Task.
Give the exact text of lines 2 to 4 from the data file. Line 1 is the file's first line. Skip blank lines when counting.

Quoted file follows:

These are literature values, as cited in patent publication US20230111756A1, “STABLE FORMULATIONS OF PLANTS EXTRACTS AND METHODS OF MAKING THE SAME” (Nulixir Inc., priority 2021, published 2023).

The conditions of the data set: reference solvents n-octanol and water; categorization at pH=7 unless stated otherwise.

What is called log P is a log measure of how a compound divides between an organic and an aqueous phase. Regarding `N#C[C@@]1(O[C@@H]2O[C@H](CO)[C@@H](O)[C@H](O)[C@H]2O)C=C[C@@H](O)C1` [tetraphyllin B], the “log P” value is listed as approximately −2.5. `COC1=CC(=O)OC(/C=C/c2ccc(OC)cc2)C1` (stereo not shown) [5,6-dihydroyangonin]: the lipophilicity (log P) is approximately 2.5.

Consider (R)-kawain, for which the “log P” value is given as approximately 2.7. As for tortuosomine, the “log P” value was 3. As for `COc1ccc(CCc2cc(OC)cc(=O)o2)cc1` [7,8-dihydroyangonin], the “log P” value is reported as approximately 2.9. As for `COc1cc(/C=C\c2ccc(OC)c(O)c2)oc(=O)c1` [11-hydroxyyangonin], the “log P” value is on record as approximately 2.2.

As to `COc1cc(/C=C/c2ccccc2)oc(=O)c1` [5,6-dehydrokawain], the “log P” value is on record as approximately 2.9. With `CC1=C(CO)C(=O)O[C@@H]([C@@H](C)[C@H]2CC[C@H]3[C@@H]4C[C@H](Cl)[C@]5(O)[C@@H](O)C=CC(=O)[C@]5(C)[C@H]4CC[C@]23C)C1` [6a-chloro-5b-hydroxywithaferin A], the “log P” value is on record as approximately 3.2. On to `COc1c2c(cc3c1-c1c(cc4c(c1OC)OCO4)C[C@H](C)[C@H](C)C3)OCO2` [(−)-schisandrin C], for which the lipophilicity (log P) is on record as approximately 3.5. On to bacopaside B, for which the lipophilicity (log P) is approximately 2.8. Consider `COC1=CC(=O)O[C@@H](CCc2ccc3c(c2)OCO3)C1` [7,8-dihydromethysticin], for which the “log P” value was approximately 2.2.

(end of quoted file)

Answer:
The conditions of the data set: reference solvents n-octanol and water; categorization at pH=7 unless stated otherwise.

What is called log P is a log measure of how a compound divides between an organic and an aqueous phase. Regarding `N#C[C@@]1(O[C@@H]2O[C@H](CO)[C@@H](O)[C@H](O)[C@H]2O)C=C[C@@H](O)C1` [tetraphyllin B], the “log P” value is listed as approximately −2.5. `COC1=CC(=O)OC(/C=C/c2ccc(OC)cc2)C1` (stereo not shown) [5,6-dihydroyangonin]: the lipophilicity (log P) is approximately 2.5.

Consider (R)-kawain, for which the “log P” value is given as approximately 2.7. As for tortuosomine, the “log P” value was 3. As for `COc1ccc(CCc2cc(OC)cc(=O)o2)cc1` [7,8-dihydroyangonin], the “log P” value is reported as approximately 2.9. As for `COc1cc(/C=C\c2ccc(OC)c(O)c2)oc(=O)c1` [11-hydroxyyangonin], the “log P” value is on record as approximately 2.2.